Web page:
I was so excited to see this film and had very high hopes for it, all of which were fulfilled. I was lucky because I got to see it in 3D and in Xtreme screen. Warning that this post may contain spoilers.
The Hobbit: An expected Journey was directed by Peter Jackson and is an adaptation of J.R.R. Tokien’s novel, The Hobbit. It was produced by Carolynne Cunningham, Zane Weiner, Fran Walsh and Peter Jackson, with the screenplay written by Fran Walsh, Philippa Boyens, Peter Jackson and Guillermo del Toro. The cast includes Martin Freeman (Bilbo Baggins), Ian McKellen (Gandalf the Grey), Richard Armitage (Thorin Oakenshield), Graham McTavish (Dwalin), Ken Stott (Balin), Aidan Turner (Kili), Dean O’Gorman (Fili), Mark Hadlow (Dori), Jed Brophy (Nori), Adam Brown (Ori), John Callen (Oin), Peter Hambleton (Gloin), William Kircher (Bifur), James Nesbitt (Bofur) and Stephen Hunter (Bombur). Ten points to anyone who can remember all the dwarves’ names and place them to a face.
One thing is for sure, The Hobbit is a very long film, going for 170 minutes (almost three hours) and it didn’t pass quickly either. It felt like a long movie. Despite this, I wanted it to keep on going. I wasn’t waiting for it to end but to continue because it was that good. There were parts here and there that bored me a little bit, but they were well worth the rest of the film. There were also a lot of parts added to the film, but they all fitted in with it perfectly. This is because those parts are still cannon. There were taken from mainly the appendixes at the end of The Lord of the Rings, and explained parts that weren’t explained in the novel, like where Gandalf went to when he left the dwarven party. The reason why I don’t usually like it when a movie is different from the book is based on is because it leaves out important plot points or completely changes a scene (Harry Potter and the Half-Blood Prince anyone?) This was not a problem in The Hobbit.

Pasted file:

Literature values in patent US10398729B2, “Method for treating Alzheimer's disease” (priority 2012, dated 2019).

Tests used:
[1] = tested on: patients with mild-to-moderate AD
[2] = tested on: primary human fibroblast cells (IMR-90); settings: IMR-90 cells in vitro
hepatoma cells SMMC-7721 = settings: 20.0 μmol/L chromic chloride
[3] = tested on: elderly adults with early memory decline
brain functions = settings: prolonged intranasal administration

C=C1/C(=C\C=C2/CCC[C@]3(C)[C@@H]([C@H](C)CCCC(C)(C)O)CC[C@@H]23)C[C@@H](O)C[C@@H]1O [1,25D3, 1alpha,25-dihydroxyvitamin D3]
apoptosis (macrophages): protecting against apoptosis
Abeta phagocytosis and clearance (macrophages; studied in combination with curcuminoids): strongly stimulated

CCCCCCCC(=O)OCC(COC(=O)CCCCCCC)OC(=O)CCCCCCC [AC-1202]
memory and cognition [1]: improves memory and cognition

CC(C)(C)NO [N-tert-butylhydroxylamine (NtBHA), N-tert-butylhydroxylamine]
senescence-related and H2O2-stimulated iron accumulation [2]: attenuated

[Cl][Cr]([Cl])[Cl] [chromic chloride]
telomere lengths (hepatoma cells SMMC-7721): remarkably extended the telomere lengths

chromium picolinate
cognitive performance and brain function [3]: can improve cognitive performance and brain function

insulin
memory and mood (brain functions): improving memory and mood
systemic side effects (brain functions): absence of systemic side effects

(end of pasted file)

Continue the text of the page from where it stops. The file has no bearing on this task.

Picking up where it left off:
As far as acting goes, it was all round very good. I was a bit disappointed, however, that Martin Freeman’s acting was not exceptional. I mean, he played the part very well part it wasn’t amazing. Although, the character he’s playing isn’t extraordinary either. He’s just an ordinary hobbit. Maybe Freeman was just playing the character as he is? I think this quote from Steven Moffat sums it up:
Whereas I think Martin Freeman does the exact opposite: he makes ordinary people fascinating. He finds the poetry in just being ordinary, and that’s an extraordinary, exquisite gift. He can tell the story of our lives and make it fascinating.
One thing’s for sure, The Hobbit was fascinating. Then there’s the acting of the dwarves and Gandalf, which were all pretty amazing. But it’s not really the acting the makes the film, it’s the perfectly woven story, special effects and music that makes it what it is.
I’m normally not a big fan of 3D but I highly recommend it when seeing this film. Unlike other movies in 3D, The Hobbit rarely has objects flying straight at you, but rather the 3D just adds more depth to the film. It makes it seem more real, and really shows off the movie’s doubled frame-rate (from 24 FPS to 48 FPS) which is only shown when watching it in 3D. I was originally a bit worried about the frame-rate because of what I heard critics say, but I thought it looked stunning. Yes, in some parts the scenery look a little fake, but not in the bad CGI kind of way. It did it in the magical and fantasy type of way. It sometimes looks less realistic, but more full of wonder. Something that The Hobbit is supposed to be. The scenery in it was absolutely amazing.
The music was written by Howard Shore, who also did the score for The Lord of the Rings. I think this was a good idea to use the same composer, because it was one of the ways that films for The Hobbit and The Lord of the Rings are similar. Some of the music is nearly identical and the songs that are different, have the same feel to them. I was a little disappointed in that respect, because I hoped there would have been more new songs, but I also liked it because it brought back memories of The Lord of the Rings. This is one of the new songs that I really liked (turning your sound up all the way is necessary):
Favourite character/actor: Radagast the Brown (Sylvester McCoy)
Least favourite character/actor: Azog the Defiler (Manu Bennett)
Favourite scene: The giants in the mountains
Least favourite scene: The beginning was a bit slow
Rating; 5/5 stars